Christy Markos – woman of many hats

by Victoria Howard

Christy Markos was destined to live an interesting life from the very beginning. When she was born, her parents named her after Chris Noel, an actress who jumped out of planes into combat zones in Vietnam to entertain the troops. Noel also appeared in several movies with Elvis Presley, whom she also dated.

Born on Christmas day, fate would play a big part in Chris Noel Markos’ life.

The Markos family lived at 3536 McGregor Lane; her school was at 3535 McGregor Lane. McGregor School was named after Robert McGregor. In the late 1800s, a yearling trotter named Cresceus(sired by Robert McGregor out of Mabel) became sick and was ordered destroyed. His handler refused to euthanize him and hid the horse until he recovered. During his racing career, Cresceus would go on to set 17 world records.

Little did little Markos know, but her life would be surrounded with horses and the sport of horse racing.

As a young child, Markos was enamored with the equines so much she drove her parents crazy.

“I was 20 or 21 years old when I met an Amish defector who owned several horses at Raceway Park in Toledo, Ohio. When he asked me if I wanted to go see the horses, I jumped at the chance.

“After watching the horse races, I was hooked. I was also fascinated with the backstretch, for it reminded me of a little horse town. When he asked if I wanted to come back the following day I said, ‘I’ll be there.’ That was the beginning of the happiest times in my life.

“A short time later I met a woman in Michigan who owned a farm and some thoroughbreds. She taught me how to ride and pony and I started filling in for outriders and rode some at a local show barn called Hunters Run.

“In 1999, I relocated from Michigan to New Jersey and got a job at White Birch Farm taking care of a filly named Woodsie and Buster — a fractious filly who for some reason loved me.”

Markos has worked for some of the best trainers in the sport, including: Bob Bencal, Brett Bittle, Jake Huff, Sam DePinto, Chris Ryder, Dave Elliot, Arild Eggen, Herman Heidtman, Greg Peck, and others.

“I worked at Golden Gait Farm that was owned by Jackie Hunterfund. Helen Goddard was the trainer. At that time Golden Gait was a hunter/jumper facility. Both women became good friends of mine, and taught me a lot about riding and showing.

“I also worked for Stacey Romano at Scenic View Farm where she ran a stallion station. It was my first experience in collecting stallions and inseminating mares. Currently, Stacey is a state vet at Freehold Raceway.”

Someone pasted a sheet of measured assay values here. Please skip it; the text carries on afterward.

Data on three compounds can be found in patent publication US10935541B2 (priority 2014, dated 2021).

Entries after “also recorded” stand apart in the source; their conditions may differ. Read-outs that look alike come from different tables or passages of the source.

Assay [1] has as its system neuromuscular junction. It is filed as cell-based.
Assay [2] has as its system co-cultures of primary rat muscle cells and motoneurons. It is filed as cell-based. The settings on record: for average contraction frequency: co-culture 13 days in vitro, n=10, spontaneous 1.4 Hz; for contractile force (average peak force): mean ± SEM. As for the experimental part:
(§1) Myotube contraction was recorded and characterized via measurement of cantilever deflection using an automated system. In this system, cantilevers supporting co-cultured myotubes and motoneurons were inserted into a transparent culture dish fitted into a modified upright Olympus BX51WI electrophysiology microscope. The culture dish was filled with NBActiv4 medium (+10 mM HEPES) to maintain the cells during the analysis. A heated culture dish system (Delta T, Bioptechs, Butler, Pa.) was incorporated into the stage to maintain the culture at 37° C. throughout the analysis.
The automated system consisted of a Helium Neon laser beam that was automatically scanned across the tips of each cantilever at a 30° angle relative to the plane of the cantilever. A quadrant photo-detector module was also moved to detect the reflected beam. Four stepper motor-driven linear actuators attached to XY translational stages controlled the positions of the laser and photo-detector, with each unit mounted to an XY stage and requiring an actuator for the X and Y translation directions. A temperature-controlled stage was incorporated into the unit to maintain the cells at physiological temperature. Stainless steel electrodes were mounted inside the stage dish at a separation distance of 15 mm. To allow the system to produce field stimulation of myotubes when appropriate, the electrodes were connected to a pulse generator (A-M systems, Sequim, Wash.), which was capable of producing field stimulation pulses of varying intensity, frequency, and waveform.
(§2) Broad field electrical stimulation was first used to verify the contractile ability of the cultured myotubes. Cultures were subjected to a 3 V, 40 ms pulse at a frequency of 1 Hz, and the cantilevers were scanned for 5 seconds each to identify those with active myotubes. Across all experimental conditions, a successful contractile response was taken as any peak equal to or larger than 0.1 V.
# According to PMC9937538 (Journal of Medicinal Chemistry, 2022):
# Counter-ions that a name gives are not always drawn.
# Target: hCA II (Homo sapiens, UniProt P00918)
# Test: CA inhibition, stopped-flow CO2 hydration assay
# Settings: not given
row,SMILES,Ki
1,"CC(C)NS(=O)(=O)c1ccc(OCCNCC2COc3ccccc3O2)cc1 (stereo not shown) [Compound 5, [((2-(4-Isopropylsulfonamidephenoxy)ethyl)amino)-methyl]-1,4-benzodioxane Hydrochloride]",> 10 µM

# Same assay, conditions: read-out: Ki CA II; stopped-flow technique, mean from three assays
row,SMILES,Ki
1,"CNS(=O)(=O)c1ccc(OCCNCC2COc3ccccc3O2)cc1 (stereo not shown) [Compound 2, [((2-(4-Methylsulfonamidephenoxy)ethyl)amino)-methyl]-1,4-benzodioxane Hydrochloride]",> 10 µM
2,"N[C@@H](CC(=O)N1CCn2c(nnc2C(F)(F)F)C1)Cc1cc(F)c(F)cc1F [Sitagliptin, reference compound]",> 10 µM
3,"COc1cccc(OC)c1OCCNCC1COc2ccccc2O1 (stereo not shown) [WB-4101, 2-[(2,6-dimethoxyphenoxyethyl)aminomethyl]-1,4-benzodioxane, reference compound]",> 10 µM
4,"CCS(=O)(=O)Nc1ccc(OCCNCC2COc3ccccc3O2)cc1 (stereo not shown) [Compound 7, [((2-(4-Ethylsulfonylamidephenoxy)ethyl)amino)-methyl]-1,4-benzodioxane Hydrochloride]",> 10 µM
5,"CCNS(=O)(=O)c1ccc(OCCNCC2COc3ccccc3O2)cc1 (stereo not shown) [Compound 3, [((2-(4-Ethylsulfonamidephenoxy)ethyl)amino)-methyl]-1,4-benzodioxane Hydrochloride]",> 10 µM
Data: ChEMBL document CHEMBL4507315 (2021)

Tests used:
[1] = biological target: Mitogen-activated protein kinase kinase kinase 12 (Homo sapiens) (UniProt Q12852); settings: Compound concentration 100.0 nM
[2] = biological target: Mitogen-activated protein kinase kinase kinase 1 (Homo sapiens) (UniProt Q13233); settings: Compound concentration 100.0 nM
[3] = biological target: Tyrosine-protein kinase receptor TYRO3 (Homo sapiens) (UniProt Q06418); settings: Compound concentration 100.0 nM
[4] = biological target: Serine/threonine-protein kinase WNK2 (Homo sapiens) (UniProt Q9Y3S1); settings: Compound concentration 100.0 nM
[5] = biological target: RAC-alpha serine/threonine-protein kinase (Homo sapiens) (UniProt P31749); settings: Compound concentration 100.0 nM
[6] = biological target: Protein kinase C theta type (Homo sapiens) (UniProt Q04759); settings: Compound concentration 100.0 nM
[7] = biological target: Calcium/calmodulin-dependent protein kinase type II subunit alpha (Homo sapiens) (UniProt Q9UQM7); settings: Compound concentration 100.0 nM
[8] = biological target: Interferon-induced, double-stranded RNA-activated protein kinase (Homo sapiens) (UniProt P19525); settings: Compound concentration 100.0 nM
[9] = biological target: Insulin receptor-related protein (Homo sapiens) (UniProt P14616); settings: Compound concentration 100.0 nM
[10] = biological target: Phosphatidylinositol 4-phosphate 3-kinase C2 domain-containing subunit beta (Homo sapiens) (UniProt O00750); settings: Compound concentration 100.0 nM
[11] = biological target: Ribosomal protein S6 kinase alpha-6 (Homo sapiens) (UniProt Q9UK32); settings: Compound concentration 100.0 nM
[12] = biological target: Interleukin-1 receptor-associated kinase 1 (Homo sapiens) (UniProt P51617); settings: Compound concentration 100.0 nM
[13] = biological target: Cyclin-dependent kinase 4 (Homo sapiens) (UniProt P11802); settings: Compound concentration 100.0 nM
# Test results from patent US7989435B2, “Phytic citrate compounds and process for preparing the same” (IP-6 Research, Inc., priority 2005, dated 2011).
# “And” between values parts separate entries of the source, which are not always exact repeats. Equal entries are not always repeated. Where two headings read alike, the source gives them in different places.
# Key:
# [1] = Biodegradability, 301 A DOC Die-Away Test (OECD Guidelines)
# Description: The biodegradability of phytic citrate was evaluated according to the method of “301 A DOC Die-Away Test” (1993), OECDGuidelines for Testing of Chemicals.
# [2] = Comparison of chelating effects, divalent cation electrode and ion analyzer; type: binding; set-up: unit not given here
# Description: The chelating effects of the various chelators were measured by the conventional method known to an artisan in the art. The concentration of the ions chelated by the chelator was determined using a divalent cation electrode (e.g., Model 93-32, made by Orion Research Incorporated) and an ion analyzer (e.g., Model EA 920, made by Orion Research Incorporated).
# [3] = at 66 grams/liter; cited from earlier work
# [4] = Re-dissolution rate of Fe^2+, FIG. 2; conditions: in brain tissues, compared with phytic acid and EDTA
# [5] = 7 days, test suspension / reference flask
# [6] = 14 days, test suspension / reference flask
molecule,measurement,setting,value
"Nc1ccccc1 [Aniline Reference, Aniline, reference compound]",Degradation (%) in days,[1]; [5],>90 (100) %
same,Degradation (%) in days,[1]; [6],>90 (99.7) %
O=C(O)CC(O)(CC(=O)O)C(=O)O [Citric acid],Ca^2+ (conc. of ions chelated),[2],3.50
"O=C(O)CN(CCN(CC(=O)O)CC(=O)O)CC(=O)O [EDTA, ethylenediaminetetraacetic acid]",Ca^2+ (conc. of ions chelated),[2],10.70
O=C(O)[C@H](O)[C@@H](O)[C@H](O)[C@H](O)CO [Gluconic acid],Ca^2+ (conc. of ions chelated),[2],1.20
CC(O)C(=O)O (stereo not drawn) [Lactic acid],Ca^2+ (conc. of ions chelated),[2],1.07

At one time Markos was also employed at Sundowner Farm: a layup, turnout, breeding facility located in Robinsville, NJ.

“When I worked at Sundowner Farm I took care of some really good horses, such as Sugar Trader, Power to Charm, Red Bow Tie and others.

“At that time, the best horse there was harness racing’s superstar, Foiled Again, who I jogged and cared for every day as a 3-year-old, before he was sold to the Burkes. (At that time ‘Foiled Again’ was trained by Hermann Heidtman.)

“One day sitting on a bench in front of the barn, Hermann asked if I wanted to work for him. He said, ‘You know, I’ve got a really nice racehorse named Foiled Again. I’ll let you jog and care for him,’ and I did. I feel so blessed to have been in some way connected to this champion.”

Today, Markos works for the Burke stable.

“I love working for the Burkes. I like to coin my boss, Ron Burke, as the Aiden O’Brien of harness racing because he knows all of his horses and employees. He might have a mass volume of horses, but somehow manages all of it and he never stops. Ron also has a great eye selecting horses and knows where to classify them.”

Markos said Stan The Man is her favorite horse, but Merchandiser holds a spot in her heart, too.

“At one time, I stood Merchandiser (a son of Muscle Hill), collected him, processed the semen, and shipped it. I also inseminated the mares.

“I was blessed to have been trained by Dr. Daniel Jou and Doug Nash — the two best fertility experts in Ontario — maybe even Canada. It came in handy when I stood Merchandiser.

“Not bad for a Waite High School undergrad who at one time was told she wouldn’t even be qualified to mop floors at a fast food restaurant.”

As for Stan The Man, he’s a half-brother to leading sire Father Patrick. Stan The Man earned nearly $250,000 and made nearly 200 starts. When his racing career ended, Stan The Man was gifted to Markos by Peck.

“Last year at 13 years old, I showed Stan at the National Standardbred show. We had a great time, but he was quite nervous. He needs a lot of educating and practicing, but I know we will get there.

“Besides Stan and Merchandiser, I owned Cambridge when he won six in a row. I also owned and cared for U S Marshall (who won the first Kentucky Sire Stake over the Red Mile), Gentleman Jim, High Society and Reach The Peak.

“It’s been a tough year, personally, but I love the place I’m at in my life now and am just trying to grow.

“If I’m not at the races I spend my evenings at home relaxing with Pablo, my 13 year old blue heeler border collie mix, and my mini dachshund Gracey, enjoying a glass of wine while Stan patiently waits outside of my window for his night treats— carrots.

“At some point I would like to have my own stable again, but in the meantime, I love where I work and know the best is yet to come.”